Leonard Bernstein’s music for Broadway still packs a punch
03/31/2014 12:35 PM
03/31/2014 12:35 PM
Who can resist the music of Leonard Bernstein?
If you’re a baby boomer (or older), you may remember his “Young People’s Concerts” for CBS. As music director of the New York Philharmonic and composer for orchestras and films, Bernstein single-handedly brought classical music to a huge swath of Americans. He was sophisticated in his approach, yet not condescending — a brilliant teacher who was able to communicate clearly and concisely
In other words, despite Bernstein’s rarefied classical music training, he was no snob and had a strong appreciation for musical theater. He teamed up with a virtual Who’s Who of American lyricists such as Betty Comden and Adolph Green in “On the Town” and “Wonderful Town,” Lillian Hellman, Dorothy Parker, poet Richard Wilbur and Stephen Sondheim in “Candide.” A younger Sondheim wrote the lyrics for Bernstein’s masterwork, “West Side Story.”
“Bernstein’s Broadway,” produced by Musical Theater Heritage, is an excellent venue for Bernstein’s musical theater vision because of its spare cabaret setting. The stage is adorned with three black-and-white photos of Bernstein: as a young adult, in his prime and as aneminence grise,
with a tousled white mane and baton in hand. On either side of the stage are illuminated covers of the original playbills of his four Broadway musicals.
The lead performers — Alison Sneegas Borberg, Jacob Aaron Cullum, Ben Gulley, Justin G. McCoy, and Stefanie Wienecke — all have terrific, strong voices. The standout is Wienecke, who is sexy, smart and playful in “Come Up to My Place” from “On the Town” and “Conga” from “Wonderful Town.”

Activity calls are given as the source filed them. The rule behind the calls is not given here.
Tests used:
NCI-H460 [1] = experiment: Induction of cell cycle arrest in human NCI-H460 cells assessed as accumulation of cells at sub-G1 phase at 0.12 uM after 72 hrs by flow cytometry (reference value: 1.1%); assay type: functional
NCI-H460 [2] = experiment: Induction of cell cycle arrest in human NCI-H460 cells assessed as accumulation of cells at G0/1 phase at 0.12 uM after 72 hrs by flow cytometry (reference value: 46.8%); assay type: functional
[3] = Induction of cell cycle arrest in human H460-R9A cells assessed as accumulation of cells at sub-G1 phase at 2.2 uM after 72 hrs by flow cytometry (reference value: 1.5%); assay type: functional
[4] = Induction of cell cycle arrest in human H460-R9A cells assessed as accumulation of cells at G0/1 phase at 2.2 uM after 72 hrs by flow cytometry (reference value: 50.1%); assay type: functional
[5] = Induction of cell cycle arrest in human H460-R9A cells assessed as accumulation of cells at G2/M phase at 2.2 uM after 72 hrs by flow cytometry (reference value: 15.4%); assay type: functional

Ben Gulley demonstrates a wide theatrical range, from spot-on comic timing in “Bon Voyage” from “Candide” to his heart-rending version of “Maria” from “West Side Story.”
Sneegas Borberg has a mesmerizing soprano voice, but her singing somehow seems too high-pitched and breathy for the role of Maria in “West Side Story.” Her voice absolutely soars in her other numbers.
Cullum is able to play cute and innocent as a sailor on shore leave in New York in “On The Town” and tough as Riff in “West Side Story.” McCoy has a booming, attention-getting voice that blends and harmonizes well with the other cast members. The other performers include Tyler Eisenreich (who sings a convincing “Something’s Coming” from “West Side Story”), Megan Herrera, Robert Hingula, Megan Horsman, Linnaia McKenzie, Kami Rogers and Bob Wearing.
MTH founder George Harter as narrator adeptly weaves together the backgrounds of the musicals and of the life (and death) of Leonard Bernstein. He even gets to ham it up and play the role of Officer Krupke in “West Side Story.” Artistic director Sarah Crawford served as the co-writer of the show.
Not all of Bernstein’s musicals have stood the test of time. The original “Candide” played only two months on Broadway and has undergone many tweaks over the years in subsequent productions.
But there is no question that Bernstein reached the pinnacle of his artistic genius in “West Side Story.” Who can keep a dry eye during any of those powerhouse songs? I dare you.